With an Extremely Late Depiction of "West Florida".
A rare map of the eastern United States, featuring three lively vignettes. The map shows the areas of the United States which have gained statehood by the time this map was published, with the exception of most of Texas and a sliver of Minnesota. The areas east of this are shown in detail, with extensive topography, rivers, cities, and more.
The three vignettes chosen to represent the eastern United States betray an interesting preconception as to what were the most important scenes regarding the area. The image of Battery Park looks very European. Importantly, this preserves an early view of the Battery and New York Harbor. The Capitol is shown as an imposing and almost cruel building standing in a grey wasteland. Niagara (also Horse Shoe Falls on the map) shows that even this most built-up area of the country has natural beauty unlike that of Europe.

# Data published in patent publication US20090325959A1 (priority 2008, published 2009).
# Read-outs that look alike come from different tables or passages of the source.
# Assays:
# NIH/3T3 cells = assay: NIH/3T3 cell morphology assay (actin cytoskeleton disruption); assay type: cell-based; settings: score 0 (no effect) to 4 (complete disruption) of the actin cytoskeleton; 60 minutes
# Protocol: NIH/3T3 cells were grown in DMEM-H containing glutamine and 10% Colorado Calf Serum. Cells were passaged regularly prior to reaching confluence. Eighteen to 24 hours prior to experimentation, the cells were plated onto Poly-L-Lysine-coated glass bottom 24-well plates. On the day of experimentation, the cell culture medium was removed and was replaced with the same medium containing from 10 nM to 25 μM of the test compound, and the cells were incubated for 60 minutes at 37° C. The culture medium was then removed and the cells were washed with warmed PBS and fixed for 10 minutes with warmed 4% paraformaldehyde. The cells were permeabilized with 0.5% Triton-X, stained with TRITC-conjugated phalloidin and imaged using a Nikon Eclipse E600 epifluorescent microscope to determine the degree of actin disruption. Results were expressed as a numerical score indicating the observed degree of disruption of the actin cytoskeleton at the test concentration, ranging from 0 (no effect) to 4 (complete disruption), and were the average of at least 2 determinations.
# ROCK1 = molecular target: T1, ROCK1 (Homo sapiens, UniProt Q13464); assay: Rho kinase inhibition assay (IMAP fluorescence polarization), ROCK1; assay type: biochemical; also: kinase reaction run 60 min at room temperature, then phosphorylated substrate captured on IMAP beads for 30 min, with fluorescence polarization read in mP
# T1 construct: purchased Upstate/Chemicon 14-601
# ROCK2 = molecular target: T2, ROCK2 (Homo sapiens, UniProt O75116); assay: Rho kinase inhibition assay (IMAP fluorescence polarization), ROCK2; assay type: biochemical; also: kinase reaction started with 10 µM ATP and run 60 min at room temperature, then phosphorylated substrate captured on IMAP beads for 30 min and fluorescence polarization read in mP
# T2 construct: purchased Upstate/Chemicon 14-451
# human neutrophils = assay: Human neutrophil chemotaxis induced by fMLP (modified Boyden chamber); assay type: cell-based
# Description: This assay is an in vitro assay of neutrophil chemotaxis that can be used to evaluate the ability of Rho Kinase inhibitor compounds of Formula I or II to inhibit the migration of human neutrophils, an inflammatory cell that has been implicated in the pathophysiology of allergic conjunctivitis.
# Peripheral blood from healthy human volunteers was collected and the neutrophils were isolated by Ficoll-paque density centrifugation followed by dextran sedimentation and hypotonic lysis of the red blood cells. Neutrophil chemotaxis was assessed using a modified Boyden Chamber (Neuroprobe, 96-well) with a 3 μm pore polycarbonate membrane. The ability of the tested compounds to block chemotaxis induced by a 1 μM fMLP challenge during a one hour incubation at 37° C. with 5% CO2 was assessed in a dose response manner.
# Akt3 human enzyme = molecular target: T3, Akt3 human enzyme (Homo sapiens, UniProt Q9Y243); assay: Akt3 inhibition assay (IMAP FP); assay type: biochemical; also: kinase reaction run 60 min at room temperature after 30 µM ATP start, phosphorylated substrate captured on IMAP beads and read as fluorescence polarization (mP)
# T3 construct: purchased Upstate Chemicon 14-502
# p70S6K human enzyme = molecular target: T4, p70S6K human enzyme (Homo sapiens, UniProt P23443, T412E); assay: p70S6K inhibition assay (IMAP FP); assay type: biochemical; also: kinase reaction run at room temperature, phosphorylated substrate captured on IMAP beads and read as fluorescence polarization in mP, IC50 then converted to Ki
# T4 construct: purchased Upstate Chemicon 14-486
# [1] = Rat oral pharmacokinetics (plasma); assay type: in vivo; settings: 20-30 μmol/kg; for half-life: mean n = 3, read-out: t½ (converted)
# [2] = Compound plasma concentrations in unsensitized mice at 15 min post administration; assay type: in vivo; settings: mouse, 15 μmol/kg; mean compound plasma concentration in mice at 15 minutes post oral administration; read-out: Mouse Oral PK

Unlike this map's western counterpart, the geopolitical boundaries of this map, with few exceptions, are similar to those of today. The "Kanzas" territory and a united Virginia are perhaps the most obvious, but there is one particularly intriguing detail. "West Florida" is mapped as its own state, extending from Iola to Pensacola. The short-lived Republic of West Florida was founded in 1810 after disputes with the Spanish administration but by 1822 the two states had merged during statehood. Very few maps show West Florida, and even fewer from as late as the 1850s. It is unclear where Adlard obtained this notion of two Floridas.
The map is reminiscent of the style of John Tallis and it is the first time we have offered this map for sale. It was published with at least one other map, United States West, which shows Texas and the various strangely shaped territories of the time, including odd New Mexico, Missouri, and Nebraska territories.
The date can be constrained to between 1846 and 1850 for this map from the absence of California in the western map, but the inclusion of Iowa.